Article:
NEW FRANKLIN  City Law Director Tom Musarra will request clarification of a one-year contract proposal for road salt and snow plowing service from the Summit County Engineering Department, after it was requested by New Franklin Mayor Al Bollas, because it did not spell out costs.

During the Oct. 4 meeting, Musarra read a proposed one-year contract from the county to council, stating the city would have to issue a purchase order for the cost of road salt and plowing 102 lane miles in the city - roads that are not plowed by the city’s road department.

"It (the contract) doesn’t make sense," Musarra said.

The proposed contract would not have a fixed cost, but Musarra said it does not give an estimated cost, either. He added that the proposal would automatically renew unless council chose not too. The deadline to end the contract would be June 1, 2018.

New Franklin is the only city in Summit county that still receives assistance with road salt and snow plowing on state routes and any road with double yellow lines such as Center and Nimisila roads, according to New Franklin Deputy Service Director Bryan Kepler.

In September, Bollas said he was given short notice by the county that the costs for plowing would triple for the coming season. The county proposed a three-year contract with an estimated cost of $342,320. Bollas said the city can’t afford the increase and told council at the September meeting he would look into other options such partnering with adjacent cities; purchasing two more plow trucks or considering a one-year contract.

"Last year, we paid $84,762.24 for maintaining selected roads; the year before the bill was $110,000," Bollas added.  "This year, the bill will be approximately $239,000. We asked if they could smooth the rate over a period of time."

The initial proposed contract would be for three years with a flat fee of $105,600 in 2017, $130,800 in 2018 and $160,680 in 2019. However, explained Treasurer Susan Cooke, there is also a lump sum that would be due at the end of the contract if we did not renew. The estimated lump sum for the three years is $342,320.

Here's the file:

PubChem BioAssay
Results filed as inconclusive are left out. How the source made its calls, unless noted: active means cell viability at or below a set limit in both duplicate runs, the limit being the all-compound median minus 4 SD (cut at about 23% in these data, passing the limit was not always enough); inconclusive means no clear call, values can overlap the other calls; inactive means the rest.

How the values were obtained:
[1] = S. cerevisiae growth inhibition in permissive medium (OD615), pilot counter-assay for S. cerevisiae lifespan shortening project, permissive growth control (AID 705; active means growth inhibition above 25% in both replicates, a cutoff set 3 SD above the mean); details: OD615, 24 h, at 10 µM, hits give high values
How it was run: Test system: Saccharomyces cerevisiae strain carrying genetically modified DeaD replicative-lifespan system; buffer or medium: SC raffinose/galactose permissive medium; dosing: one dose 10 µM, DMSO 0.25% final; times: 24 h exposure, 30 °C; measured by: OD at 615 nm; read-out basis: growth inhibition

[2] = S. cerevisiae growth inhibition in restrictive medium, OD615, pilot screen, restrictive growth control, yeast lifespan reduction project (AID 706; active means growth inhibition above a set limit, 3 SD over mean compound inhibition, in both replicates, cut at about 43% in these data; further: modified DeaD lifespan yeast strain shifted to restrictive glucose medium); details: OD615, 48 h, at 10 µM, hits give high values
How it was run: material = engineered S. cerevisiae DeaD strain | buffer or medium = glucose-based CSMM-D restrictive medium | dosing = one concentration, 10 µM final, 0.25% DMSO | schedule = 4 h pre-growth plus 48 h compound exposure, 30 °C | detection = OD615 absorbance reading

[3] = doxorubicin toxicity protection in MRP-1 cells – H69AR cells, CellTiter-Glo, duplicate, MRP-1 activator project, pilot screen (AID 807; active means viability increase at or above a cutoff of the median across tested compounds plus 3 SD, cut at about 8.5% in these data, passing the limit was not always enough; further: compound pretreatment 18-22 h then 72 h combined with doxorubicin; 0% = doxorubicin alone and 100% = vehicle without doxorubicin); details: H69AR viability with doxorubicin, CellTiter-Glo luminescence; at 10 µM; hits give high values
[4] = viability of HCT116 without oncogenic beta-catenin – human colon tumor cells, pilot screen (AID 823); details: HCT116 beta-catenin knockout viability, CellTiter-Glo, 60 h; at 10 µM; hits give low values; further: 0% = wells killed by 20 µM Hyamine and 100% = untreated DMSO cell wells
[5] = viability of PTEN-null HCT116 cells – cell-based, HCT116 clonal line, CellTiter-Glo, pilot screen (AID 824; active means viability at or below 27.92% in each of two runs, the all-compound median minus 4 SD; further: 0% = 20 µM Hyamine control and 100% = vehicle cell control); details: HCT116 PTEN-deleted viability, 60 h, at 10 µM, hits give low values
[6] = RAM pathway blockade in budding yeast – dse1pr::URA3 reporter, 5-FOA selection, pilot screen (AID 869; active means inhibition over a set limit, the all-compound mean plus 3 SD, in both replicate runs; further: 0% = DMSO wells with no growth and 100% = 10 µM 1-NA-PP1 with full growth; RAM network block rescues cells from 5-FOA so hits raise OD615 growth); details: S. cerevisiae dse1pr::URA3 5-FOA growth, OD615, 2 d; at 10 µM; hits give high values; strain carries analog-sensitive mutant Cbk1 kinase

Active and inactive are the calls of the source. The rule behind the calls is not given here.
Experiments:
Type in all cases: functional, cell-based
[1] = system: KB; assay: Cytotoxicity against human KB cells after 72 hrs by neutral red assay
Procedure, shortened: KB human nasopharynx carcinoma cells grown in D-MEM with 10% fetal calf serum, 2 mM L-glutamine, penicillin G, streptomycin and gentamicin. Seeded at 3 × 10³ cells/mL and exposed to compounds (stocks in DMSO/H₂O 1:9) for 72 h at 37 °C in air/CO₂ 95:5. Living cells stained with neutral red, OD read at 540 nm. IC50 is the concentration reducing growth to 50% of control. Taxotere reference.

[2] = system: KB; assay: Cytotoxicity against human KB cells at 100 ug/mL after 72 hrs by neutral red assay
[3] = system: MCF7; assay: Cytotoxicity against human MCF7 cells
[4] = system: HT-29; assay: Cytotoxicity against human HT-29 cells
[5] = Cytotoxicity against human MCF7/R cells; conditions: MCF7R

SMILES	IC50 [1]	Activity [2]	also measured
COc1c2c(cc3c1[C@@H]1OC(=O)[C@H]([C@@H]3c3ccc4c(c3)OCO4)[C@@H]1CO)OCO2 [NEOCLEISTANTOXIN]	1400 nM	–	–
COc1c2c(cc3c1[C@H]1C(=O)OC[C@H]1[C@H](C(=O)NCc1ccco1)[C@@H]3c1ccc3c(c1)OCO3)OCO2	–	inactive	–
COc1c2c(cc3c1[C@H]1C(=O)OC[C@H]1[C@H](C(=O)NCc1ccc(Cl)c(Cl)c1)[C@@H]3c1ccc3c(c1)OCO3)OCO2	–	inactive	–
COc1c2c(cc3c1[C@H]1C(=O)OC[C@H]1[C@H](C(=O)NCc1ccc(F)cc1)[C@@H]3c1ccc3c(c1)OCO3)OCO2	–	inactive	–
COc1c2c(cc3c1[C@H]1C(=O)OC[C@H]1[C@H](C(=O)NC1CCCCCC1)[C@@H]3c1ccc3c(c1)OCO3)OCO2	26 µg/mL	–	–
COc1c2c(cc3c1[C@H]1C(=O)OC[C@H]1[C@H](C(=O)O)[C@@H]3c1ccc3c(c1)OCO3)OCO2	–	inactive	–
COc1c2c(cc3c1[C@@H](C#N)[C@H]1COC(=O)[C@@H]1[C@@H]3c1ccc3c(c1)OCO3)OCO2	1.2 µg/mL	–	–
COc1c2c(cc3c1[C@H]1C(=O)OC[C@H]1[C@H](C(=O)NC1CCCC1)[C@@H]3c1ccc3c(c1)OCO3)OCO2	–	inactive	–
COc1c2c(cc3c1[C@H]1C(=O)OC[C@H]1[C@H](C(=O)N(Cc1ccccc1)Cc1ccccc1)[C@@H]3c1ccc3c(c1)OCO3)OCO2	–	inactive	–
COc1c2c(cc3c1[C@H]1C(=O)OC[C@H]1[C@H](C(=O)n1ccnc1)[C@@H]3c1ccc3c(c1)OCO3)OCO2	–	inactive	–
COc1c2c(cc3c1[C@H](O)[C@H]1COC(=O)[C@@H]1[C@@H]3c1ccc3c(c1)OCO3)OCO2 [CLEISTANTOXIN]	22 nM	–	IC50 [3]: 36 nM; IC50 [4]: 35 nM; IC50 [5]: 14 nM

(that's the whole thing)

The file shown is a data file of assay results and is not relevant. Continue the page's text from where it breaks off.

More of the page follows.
"This sum could be higher or lower based upon the actual costs which are dictated by the weather each winter," she said.  "If the actual cost of snow removal is more than $150,000 over the flat fee, we would be responsible to pay the overage in that year."

The actual cost is based upon 39.7 percent of the expenses for the South Station for snow and ice removal, plus a 3 percent annual increase.

Councilman Jim Cotts noted there is a need to come up with a solution quickly because the snow could start in November. Musarra said the proposed one-year contract states the city would have to commit by Oct. 31.

Council Vice President Harry Gehm suggested contracting the service out to a private company.

Kepler said if the city did choose to take over the snow plowing for the 2018-19 season, he would consider leasing two trucks and would recommend not buying used. Kepler said the city owns six trucks for plowing and the newest is eight years old. He said the city has six drivers for the six trucks and it is responsible for plowing 102 lane miles of city roads.

"If the city chose to take over the plowing the county is currently doing, the road crew would have to plow 204 lane miles," Kepler said.

Bollas said the city would have to hire seasonal employees.